As a person it is necessary to grow; whether it be good or bad, growing is essential. Within the novel of The Adventures of Huckleberry Finn, by Mark Twain, the….
Huckelberry Finn – Chapter 1 Commentary
“There were things he stretched, but mainly he told the truth.” Straight away Twain shows us the irony and hypocrisy of American society through the eyes of the young and innocent Huck. For Twain’s story to come out as he has intended the voice of the narrator is a crucial part. Twain has deliberately chosen a 13-year-old boy as the first person narrator to give the reader a greater sense of belief and trust which Huck quickly gains through his innocence. A young boy such as Huck would be less influenced by the world around him and, therefore, he will be telling the story straight from the heart and what he truly believes in. His vision isn’t clouded by the ‘sivilised’ society, which Twain perhaps purposely uses to symbolise the way in which American society attempts to place people into a certain stereotype.
The language Twain has used is very simple which reflects Huck himself. The grammatically incorrect English. This seems to give Huck more appeal as it further demonstrates his innocence and honesty. Further more, Twain provides us with two contrasting characters in the widow Douglas and Miss Watson in both their personalities and language they use. Their main concern is to behave in the manner that is considered by the society to be ‘sivilised’. This gives the reader the impression that they are fake and not true to themselves but rather more worried about what others will think of them.
From the beginning it is clear that Huck believes to be trapped by what he believes to be a confined society. When he is away from this Huck feels ‘free and satisfied’ but now that the widow and Miss Watson have taken to ‘Civilizing Huck’, his new clothes symbolise the way in which he is feeling on the inside. Huck feels ‘all cramped up’ and ‘tiresome and lonesome’. He feels so lonesome that he ‘wishes [he] was dead’. All Huck wants is ‘to go somewhere’ and he ‘warn’t particular’. He is so desperate to get away from the society that is constricting him that Huck wishes he was at the ‘bad place’. Twain perhaps uses Miss Watson’s criticism of Tom Sawyer going to the good place ‘not by a considerable light’ as a way to emphasize Huck’s fear of being lonely. Huck is very glad at this thought because he wants ‘Tom and [him] to be together’.
Perhaps one of Twain’s greatest concerns about America’s society is its evident hypocrisy. This is greatly exemplified by the widow’s ban on smoking because it was a ‘mean practice and wasn’t clean’ while she herself ‘took snuff too’. As she has authority others are willing to ignore her faults and ‘of course that was all right, because she done it herself’, whereas Huck is compelled to follow the rules, only because he has not yet been ‘sivilised’. This passage also seems to explore the idea of criticizing others in order raise themselves. By condemning Huck for smoking, the widow is making herself feel better knowing that she has the authority and that it is all right for her to smoke. Twain uses the idea of Miss Watson using the spelling book perhaps to symbolise the way in which Huck sees this ‘sivilised’ society- ‘I couldn’t stood it much longer’.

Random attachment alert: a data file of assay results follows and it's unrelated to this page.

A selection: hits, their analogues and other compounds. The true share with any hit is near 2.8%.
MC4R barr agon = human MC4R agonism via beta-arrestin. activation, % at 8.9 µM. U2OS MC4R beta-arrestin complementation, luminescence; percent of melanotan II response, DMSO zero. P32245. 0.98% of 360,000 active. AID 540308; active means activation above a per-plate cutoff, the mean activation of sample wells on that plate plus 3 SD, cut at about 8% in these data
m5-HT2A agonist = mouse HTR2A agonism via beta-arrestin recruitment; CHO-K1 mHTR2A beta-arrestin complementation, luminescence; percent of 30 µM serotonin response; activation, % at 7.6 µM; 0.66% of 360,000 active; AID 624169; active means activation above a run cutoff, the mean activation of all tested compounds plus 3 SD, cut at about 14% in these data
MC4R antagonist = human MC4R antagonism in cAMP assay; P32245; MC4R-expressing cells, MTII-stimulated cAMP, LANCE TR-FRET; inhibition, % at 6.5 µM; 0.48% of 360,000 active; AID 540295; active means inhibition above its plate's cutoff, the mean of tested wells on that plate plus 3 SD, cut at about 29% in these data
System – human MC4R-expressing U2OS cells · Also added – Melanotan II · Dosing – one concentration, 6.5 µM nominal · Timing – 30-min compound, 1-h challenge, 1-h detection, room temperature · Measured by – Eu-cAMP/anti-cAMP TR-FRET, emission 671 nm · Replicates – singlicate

The society’s concern with being respectable is emphasised by the irony that Huck is only allowed to join Tom’s ‘band of robbers’ if he goes back to the widow and becomes ‘respectable’. A possible implication of this is that no one would suspect a ‘respectable’ person. The society would straight away try and accuse the ‘unsivilised’ rather then point the blame on someone of a ‘respectable’ status. Therefore, in order for Huck to join the ‘band of robbers’ he must establish himself as a ‘respectable’ member of the society so as the blame won’t be pointed at him.
Throughout the chapter the tone changes but particularly towards the end there is a darkness which is mainly created by the use of sounds. ‘I heard an owl, away off, who-whooing about somebody that was dead, and a whippowill and a dog crying about somebody that was going to die’, all add to the lonely mood that Huck is feeling at the time and his wish that ‘[he] had some company’.
Through Huck Twain is also able to express his views of racism in American society at the time. The use of the word ‘nigger’ shows the acceptance of the term. Huck’s observation that ‘things go better’ when ‘mixed up’ seems to refer to the racial segregation. Twain is perhaps portraying his view that society would be a better place if we all ‘mix up’ and ‘swap around’.
As the society in which Huck is being bought up in slowly attempts to ‘sivilise’ him, Huck’s character and values seem to grow stronger. As he fights against the society that is attempting to take away his individualism, Huck is determined to stay true to himself and tell the truth, with as little ‘stretches’ as possible.